The Mississippi Board of Animal Health reported Feb. 23 that a backyard poultry flock in Copiah County tested positive for highly pathogenic avian influenza, often referred to as HPAI or H5N1.
This is the second backyard flock to test positive for HPAI. The first confirmation was in Lowndes County in November 2022. There have also been two detections in commercial broiler flocks, one in Lawrence County in November 2022 and the other in Leake County in February. All affected facilities were quarantined, and the birds were depopulated to prevent spreading.
Poultry growers are encouraged to report sudden deaths in their birds.
HPAI is a highly contagious form of avian influenza that can kill entire flocks of infected poultry. The virus can occur naturally in wild birds and can be spread to poultry. There has been a rash of wild bird die-offs attributed to this disease.
Many wild birds, especially waterfowl, can be infected by HPAI and not show symptoms. However, since December 2022, the Animal and Plant Health Inspection Service, a division of the U.S. Department of Agriculture, has reported more than 150 wild bird fatalities related to HPAI in Mississippi. Many of the fatalities have been in black vultures and snow geese.
“Eighty-four percent of the analyzed U.S. detections in poultry premises and nonpoultry flocks are consistent with independent wild bird introductions,” said Dr. Jim Watson, state veterinarian. “The flyways of the Mississippi, Pearl River and Tombigbee rivers seem particularly affected. This means that the virus is in the environment in most of our poultry producing counties.”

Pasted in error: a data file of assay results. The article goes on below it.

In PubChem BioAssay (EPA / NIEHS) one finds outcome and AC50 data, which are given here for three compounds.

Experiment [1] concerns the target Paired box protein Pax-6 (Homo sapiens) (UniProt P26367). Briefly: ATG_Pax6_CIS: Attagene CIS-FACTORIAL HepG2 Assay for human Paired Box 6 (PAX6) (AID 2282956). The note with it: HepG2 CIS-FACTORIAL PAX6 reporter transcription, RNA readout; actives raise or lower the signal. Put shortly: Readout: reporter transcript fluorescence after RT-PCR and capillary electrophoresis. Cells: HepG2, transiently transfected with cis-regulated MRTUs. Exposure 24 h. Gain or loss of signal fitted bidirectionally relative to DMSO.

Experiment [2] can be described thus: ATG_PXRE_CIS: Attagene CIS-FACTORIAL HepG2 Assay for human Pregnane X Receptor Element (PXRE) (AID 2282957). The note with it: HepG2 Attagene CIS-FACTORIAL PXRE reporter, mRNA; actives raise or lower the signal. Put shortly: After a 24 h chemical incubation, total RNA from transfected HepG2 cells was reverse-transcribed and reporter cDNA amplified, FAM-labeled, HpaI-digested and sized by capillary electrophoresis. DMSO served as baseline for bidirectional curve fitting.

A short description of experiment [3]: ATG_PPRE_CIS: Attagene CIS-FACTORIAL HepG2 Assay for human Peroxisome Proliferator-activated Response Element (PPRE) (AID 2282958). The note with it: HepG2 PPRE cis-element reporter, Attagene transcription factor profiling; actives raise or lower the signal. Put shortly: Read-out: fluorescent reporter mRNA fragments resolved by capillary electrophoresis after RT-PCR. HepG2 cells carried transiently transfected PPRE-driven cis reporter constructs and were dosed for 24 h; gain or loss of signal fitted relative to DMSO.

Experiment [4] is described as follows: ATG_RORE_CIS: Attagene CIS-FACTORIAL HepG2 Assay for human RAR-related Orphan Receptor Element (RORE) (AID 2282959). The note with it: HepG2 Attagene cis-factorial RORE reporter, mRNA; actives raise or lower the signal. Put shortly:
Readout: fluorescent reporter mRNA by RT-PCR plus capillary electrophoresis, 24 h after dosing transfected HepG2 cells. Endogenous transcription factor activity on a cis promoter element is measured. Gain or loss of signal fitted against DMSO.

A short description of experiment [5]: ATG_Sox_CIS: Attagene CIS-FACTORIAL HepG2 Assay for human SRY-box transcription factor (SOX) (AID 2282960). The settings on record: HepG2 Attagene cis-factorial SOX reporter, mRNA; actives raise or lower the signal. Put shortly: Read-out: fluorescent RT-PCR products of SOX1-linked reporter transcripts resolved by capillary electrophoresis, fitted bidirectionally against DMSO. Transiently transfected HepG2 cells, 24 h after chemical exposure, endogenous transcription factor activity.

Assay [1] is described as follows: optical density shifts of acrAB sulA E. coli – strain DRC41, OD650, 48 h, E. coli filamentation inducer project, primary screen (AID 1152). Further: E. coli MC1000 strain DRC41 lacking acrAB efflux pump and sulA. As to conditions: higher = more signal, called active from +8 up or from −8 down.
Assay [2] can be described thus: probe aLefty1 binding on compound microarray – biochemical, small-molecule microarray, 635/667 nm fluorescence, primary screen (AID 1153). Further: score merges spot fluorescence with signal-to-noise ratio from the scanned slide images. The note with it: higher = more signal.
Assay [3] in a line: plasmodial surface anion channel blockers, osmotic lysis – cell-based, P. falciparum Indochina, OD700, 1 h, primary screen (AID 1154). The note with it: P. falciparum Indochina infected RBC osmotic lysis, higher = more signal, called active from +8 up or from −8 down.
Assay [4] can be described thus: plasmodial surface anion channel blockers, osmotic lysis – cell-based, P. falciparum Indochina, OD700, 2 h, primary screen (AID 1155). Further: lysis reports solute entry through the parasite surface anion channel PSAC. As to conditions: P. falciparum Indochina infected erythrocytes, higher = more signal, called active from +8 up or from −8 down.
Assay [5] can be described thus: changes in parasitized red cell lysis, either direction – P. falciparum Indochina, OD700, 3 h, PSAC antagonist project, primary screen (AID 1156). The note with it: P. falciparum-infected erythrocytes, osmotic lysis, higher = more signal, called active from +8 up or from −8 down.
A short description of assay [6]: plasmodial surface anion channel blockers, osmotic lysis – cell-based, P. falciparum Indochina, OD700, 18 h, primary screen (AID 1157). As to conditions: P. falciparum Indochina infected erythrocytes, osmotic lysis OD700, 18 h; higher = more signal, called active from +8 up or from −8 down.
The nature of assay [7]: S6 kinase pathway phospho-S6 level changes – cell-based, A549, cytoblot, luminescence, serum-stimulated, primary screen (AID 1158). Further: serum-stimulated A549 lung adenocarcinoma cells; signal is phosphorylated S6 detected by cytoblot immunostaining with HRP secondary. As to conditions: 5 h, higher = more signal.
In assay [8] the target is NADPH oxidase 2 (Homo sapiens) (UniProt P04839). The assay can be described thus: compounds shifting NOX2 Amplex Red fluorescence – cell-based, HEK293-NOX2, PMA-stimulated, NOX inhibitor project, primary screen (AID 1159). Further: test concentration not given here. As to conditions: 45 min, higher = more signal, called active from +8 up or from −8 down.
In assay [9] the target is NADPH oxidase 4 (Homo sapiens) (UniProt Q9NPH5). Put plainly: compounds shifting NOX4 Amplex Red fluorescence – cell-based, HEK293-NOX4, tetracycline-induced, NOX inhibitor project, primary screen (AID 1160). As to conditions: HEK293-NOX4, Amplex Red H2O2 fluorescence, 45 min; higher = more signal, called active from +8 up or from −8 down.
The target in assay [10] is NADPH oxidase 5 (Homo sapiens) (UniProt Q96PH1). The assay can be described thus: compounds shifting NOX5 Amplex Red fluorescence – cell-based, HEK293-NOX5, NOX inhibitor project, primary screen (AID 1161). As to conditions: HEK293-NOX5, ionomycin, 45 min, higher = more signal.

HPAI prevention involves strict biosecurity measures from producers. Watson encouraged growers to secure poultry houses so wild animals have no points of entry. He also recommended that poultry producers have clothing and footwear exclusively for use in the houses.
Jessica Wells, poultry specialist with the Mississippi State University Extension Service, said preventing indirect contact is just as important as protecting houses from direct transmission.
“When the threat level to backyard and commercial flocks is heightened by the spread of an avian virus, keeping visitors away from your birds and cleaning feeders and houses is a must,” Wells said. “You should clean and disinfect feeders every day and disinfect all poultry equipment before and after use. Everyone who enters poultry houses needs to be using footbaths, and you should change those baths regularly.”
Other measures include using sound deterrents to keep wild birds from roosting near poultry house areas and covering vents and openings in poultry house pens with narrow-mesh wire screen to keep wild birds out.
The virus does not pose a food safety risk. All poultry products should be cooked to an internal temperature of at least 165 degrees before they are safe to eat.Source : msstate.edu